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Tattoos & Blues all about the ink

  • Tattoo artist Mike Hughes of Electric Monk Tattoo works on a tattoo on the thigh of Colleen Acree of Santa Rosa during Izzy's 23rd annual Santa Rosa Tattoos and Blues in Santa Rosa, Calif., on March 1, 2014. (Alvin Jornada / The Press Democrat)

Brad Loomis will always have his mother with him. Literally. She's right there on his left biceps, in permanent ink.

The Santa Rosa man has several tattoos, including "Golden State" in script on his right arm, an eagle on his chest and after Saturday's session at the 23rd annual Santa Rosa Tattoos & Blues event, his mother, Michele, on his left arm.

"The pain is addictive," he said, beginning a list of reasons he keeps adding to his collection of tattoos. "It's a collection of personal art. To be unique."

Tattoos And Blues Festival


Tattoo artist Bryan Vargas of American Classic Tattoo of Petaluma worked from a framed childhood portrait of Loomis' mom that he brought to the Flamingo Hotel. But if Vargas needed any reference, mom was there in person, too.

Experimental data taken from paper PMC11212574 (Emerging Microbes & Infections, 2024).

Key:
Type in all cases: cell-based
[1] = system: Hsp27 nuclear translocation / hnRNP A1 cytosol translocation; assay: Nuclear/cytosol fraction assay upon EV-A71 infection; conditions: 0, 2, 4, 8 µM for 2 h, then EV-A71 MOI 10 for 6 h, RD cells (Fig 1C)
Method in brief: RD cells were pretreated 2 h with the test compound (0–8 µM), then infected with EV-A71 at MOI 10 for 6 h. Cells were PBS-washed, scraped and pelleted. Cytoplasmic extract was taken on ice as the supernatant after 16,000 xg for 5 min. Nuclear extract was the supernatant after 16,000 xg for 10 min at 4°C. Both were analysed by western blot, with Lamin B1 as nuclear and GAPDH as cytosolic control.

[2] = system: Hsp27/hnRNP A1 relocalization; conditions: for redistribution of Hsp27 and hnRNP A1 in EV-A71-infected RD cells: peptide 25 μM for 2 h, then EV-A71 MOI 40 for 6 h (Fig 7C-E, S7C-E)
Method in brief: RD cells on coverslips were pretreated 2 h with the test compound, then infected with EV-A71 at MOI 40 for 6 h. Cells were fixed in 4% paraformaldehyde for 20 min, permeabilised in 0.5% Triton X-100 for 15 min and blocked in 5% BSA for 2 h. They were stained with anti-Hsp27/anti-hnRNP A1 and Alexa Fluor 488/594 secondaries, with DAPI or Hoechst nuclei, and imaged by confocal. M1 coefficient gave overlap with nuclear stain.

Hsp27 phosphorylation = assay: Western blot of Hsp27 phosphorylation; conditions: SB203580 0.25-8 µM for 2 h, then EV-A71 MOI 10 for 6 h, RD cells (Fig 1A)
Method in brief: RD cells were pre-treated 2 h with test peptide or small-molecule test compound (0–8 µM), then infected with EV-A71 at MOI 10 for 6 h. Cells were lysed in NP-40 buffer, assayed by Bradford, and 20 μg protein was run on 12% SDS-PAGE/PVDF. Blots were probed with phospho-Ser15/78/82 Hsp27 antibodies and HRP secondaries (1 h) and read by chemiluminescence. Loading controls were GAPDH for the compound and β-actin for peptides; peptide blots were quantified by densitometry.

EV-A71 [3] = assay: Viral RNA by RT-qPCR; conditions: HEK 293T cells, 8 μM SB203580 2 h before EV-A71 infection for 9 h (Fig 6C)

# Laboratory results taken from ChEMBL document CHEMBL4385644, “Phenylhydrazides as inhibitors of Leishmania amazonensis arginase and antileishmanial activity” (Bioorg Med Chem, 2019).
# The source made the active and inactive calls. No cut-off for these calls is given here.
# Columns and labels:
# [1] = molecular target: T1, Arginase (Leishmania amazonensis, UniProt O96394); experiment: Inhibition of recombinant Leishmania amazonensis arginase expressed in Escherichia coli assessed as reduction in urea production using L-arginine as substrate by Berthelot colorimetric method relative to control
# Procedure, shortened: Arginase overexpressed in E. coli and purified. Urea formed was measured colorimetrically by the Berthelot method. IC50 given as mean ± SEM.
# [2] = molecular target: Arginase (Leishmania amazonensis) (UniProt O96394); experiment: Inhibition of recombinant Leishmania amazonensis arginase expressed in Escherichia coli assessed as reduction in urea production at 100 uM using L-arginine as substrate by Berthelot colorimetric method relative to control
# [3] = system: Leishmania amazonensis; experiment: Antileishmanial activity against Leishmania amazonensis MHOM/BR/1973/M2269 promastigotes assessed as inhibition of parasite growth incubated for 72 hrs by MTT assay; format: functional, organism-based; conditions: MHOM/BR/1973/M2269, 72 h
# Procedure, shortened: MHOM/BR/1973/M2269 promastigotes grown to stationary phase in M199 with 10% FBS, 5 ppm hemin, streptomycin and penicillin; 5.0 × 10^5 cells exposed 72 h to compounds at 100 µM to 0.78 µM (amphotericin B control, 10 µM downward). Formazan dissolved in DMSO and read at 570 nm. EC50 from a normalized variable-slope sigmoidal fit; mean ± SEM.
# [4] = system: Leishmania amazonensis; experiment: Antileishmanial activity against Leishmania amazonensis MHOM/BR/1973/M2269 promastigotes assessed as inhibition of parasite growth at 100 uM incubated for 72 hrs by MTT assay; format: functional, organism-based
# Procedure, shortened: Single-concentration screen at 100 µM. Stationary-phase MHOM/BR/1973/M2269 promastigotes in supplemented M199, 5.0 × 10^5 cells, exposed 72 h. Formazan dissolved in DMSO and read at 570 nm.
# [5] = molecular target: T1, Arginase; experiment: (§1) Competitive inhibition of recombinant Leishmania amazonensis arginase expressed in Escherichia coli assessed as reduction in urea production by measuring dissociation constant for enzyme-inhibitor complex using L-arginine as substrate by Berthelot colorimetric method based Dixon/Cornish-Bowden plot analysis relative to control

"All of a sudden he called me up and wanted a copy of that picture," Michele Loomis of Windsor said. "It's exciting. I'm all for it."

As with the Loomises, tattooing is becoming more of a family affair.

Laura Holman-Trew of Santa Rosa pushed her son Travis, 14 months, in a stroller as she walked through the exhibits of tattoo artists, ink vendors and tarot card readers.

It was Travis' second visit to the event and his mom was going to sit for a new tattoo later Saturday.

She has at least 29 tattoos already, including leopard spots down her back.

"It depends on how you count them," Holman-Trew said, showing her off the ink on her arms.

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